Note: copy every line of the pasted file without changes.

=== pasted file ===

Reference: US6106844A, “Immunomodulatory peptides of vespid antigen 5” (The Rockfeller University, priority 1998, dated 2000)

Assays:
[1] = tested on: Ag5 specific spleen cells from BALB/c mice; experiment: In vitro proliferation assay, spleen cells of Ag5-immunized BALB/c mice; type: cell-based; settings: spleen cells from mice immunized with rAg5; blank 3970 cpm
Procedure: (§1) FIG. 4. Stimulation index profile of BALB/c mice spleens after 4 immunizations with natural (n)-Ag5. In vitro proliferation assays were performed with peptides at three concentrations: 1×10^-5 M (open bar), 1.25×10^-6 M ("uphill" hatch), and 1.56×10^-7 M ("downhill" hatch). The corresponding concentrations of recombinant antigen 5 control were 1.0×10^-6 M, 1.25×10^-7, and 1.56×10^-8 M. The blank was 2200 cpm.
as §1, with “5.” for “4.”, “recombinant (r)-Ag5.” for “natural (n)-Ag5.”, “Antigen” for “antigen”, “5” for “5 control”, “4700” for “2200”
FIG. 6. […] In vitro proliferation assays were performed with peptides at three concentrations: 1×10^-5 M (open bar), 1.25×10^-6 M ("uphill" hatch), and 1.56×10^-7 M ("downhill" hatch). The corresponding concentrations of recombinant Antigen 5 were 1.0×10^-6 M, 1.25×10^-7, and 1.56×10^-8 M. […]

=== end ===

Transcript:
Reference: US6106844A, “Immunomodulatory peptides of vespid antigen 5” (The Rockfeller University, priority 1998, dated 2000)

Assays:
[1] = tested on: Ag5 specific spleen cells from BALB/c mice; experiment: In vitro proliferation assay, spleen cells of Ag5-immunized BALB/c mice; type: cell-based; settings: spleen cells from mice immunized with rAg5; blank 3970 cpm
Procedure: (§1) FIG. 4. Stimulation index profile of BALB/c mice spleens after 4 immunizations with natural (n)-Ag5. In vitro proliferation assays were performed with peptides at three concentrations: 1×10^-5 M (open bar), 1.25×10^-6 M ("uphill" hatch), and 1.56×10^-7 M ("downhill" hatch). The corresponding concentrations of recombinant antigen 5 control were 1.0×10^-6 M, 1.25×10^-7, and 1.56×10^-8 M. The blank was 2200 cpm.
as §1, with “5.” for “4.”, “recombinant (r)-Ag5.” for “natural (n)-Ag5.”, “Antigen” for “antigen”, “5” for “5 control”, “4700” for “2200”
FIG. 6. […] In vitro proliferation assays were performed with peptides at three concentrations: 1×10^-5 M (open bar), 1.25×10^-6 M ("uphill" hatch), and 1.56×10^-7 M ("downhill" hatch). The corresponding concentrations of recombinant Antigen 5 were 1.0×10^-6 M, 1.25×10^-7, and 1.56×10^-8 M. […]